Alain de Botton and The School of Life gets a playful and intimate animated treatment by Daniel Stankler.
A short film exploring Intimacy and Closeness in modern relationships, commissioned by The School of Life.
Alain de Botton is really famous for expanding philosophy's mandate to everyday life. Animation is famous for illustrating the impossible. UK-based animator Daniel Stankler had the mission of translating into animated images one of the everyday problems, the fight between love and sex -which actually has deeper roots to childhood, as Freud was first to observe.
Watch The School of Life - Intimacy and Closeness (mature audiences):
ZF: How did you work with a text that obviously had to be very specific, written and narrated by Alain de Botton?
DS: Working so closely with a text is an odd process because it does restrict your creative freedom. You do have to be showing whatever is relevant to the voiceover at the time - but also cannot be a direct representation of the script, or that would be boring. But in many ways it actually makes things a lot easier because right away it provides structure to your film: you know what needs to go when and for how long. And that’s incredibly helpful!
ZF: Did you have a specific time schedule to complete the film? And did you do it all by yourself?
DS: Yes! I worked on it alone, and was given 2 months in which to complete the film - which at 5.30 minutes long was the tightest deadline I’ve ever worked to. So much of this commission was a huge learning curve - I’d never thought I’d have been able to produce so much material in so little a time, but you do learn to adapt to new parameters. So many stylistic choices in this film reflected the time frame constraints, but there’s actually something quite creative in making stylistic choices that (I hope!) add, rather than detract, to the overall look of the film.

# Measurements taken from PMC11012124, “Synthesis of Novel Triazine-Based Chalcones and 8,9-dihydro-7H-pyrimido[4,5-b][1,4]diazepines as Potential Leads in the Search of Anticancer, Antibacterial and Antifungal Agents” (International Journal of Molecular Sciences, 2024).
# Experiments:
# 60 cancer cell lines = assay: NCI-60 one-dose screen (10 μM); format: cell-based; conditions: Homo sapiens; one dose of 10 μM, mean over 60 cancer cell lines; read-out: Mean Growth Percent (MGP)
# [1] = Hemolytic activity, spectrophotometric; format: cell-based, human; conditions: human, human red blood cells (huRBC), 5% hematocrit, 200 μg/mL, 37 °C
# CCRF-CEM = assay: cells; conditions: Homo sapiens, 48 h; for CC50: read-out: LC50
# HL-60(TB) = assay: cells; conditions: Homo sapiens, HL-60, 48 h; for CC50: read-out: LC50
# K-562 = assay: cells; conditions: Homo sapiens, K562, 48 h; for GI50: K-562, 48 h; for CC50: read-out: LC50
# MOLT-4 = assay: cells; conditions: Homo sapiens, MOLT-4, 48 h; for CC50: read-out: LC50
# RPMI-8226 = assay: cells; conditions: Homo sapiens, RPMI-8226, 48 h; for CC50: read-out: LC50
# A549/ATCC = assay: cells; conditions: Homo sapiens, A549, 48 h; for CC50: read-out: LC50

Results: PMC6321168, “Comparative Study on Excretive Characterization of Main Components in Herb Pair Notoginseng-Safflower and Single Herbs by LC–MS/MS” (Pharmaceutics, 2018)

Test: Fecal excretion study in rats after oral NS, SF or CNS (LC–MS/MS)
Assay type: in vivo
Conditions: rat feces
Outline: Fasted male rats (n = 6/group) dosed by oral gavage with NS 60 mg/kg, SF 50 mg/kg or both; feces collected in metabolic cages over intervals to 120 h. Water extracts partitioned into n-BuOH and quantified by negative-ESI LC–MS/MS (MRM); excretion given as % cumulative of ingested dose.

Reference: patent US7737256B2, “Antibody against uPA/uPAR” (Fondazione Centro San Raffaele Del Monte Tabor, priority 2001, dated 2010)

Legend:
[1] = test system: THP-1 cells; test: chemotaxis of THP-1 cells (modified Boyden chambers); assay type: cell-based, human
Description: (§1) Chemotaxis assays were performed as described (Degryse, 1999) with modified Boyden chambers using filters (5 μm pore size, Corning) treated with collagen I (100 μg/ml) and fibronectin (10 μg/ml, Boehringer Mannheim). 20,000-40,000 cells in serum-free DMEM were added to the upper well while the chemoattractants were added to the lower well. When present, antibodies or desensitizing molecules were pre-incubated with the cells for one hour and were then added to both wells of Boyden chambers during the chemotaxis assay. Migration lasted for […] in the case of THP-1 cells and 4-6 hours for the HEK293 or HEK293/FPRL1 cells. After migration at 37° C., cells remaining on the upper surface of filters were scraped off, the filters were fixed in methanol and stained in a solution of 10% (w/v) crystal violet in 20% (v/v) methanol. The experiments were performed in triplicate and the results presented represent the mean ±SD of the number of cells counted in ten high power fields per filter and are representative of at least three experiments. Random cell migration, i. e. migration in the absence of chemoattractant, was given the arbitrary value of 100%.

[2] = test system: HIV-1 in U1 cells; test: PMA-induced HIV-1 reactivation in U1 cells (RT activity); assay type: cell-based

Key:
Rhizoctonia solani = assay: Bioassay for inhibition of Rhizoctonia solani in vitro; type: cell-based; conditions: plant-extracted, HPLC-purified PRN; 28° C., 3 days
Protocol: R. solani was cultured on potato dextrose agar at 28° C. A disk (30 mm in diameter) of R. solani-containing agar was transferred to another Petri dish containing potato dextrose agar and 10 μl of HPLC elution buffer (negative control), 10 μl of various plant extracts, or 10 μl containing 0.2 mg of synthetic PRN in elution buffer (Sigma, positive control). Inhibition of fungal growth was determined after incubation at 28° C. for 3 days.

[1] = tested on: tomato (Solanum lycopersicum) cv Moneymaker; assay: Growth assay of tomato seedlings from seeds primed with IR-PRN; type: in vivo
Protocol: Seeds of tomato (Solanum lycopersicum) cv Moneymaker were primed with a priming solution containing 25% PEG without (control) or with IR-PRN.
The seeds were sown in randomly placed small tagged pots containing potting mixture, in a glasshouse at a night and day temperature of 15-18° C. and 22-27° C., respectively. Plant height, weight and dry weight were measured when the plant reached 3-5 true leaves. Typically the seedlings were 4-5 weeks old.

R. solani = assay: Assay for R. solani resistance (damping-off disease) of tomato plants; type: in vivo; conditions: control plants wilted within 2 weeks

ZF: I noticed that your character design is fairly consistent throughout the scenes. So, we're actually following most of the time the same couple throughout the film and their own story.
DS: Yes exactly - on the whole the story follows a couple who originally meet on an app, and soon move in together, and have to traverse the changing of their relationship after the birth of their child. There’s a few other characters - the parents of the couple, etc, but they’re minor. I was keen to strike a balance between quite simple, stylized characters, because of time frame restrictions, and characters you could easily identify, and I chose to differentiate the characters by colour and head shapes. But I wasn’t sure that was enough - so I’m very glad you could tell.
ZF: Did you have any visual material and scenes that were left out in the process or didn't fit in the final cut?
DS: Not many, actually! Normally I have a lot of material left over - and in fact I normally end up re-doing almost a quarter of the footage towards the end of production, where I realise I don’t like certain shots, or decide something doesn’t fit. But with this commission I was producing footage almost until the final week, with barely a week for post-production, so unusually for me the process was much more organized!
ZF: What did you learn from making the film?
DS: It was a really interesting project that forced me to think about my workflow and streamlining my style. I've always felt like my style was quite tricky to commercialize, as it’s quite detailed and illustrative. So, a good part of the challenge of this film was balancing the constraints of the brief with finding a visual language that still felt like it was mine.
The School of Life keeps a right balance between intimacy, closeness and our little perverted selves. Geometrical solid figures dominate the screen, but they are themselves ready to transform or almost imperceptibly change into something else. The story as it unfolds presents a more relaxed and playfully suggestive experience to accompany the informative text, while the environment and the backgrounds themselves (tilted, inviting and challenging) reveal the fight behind contrasting values. A film with that content could have easily gone over the top visually, but Daniel Stankler makes it all stick together, by anchoring his story in the aspirations and expectation of a couple wanting to reach the end of the road -and intimacy. The School of Life is character-driven, and a good reminder of the adventures we face down the road to desires and happiness.
The School of Life - Intimacy and Closeness 2019
Written and Narrated by Alain de Botton
Animated and Directed by Daniel Stankler
Daniel Stankler is an Illustrator and Animator based in London, United Kingdom. (Although he's more than happy to travel). His illustrations and animations draw on themes from folklore and myth to psychology, history, cultural traditions and human behaviour. Stankler is a recent graduate of the Animation MA at the Royal College of Art, London.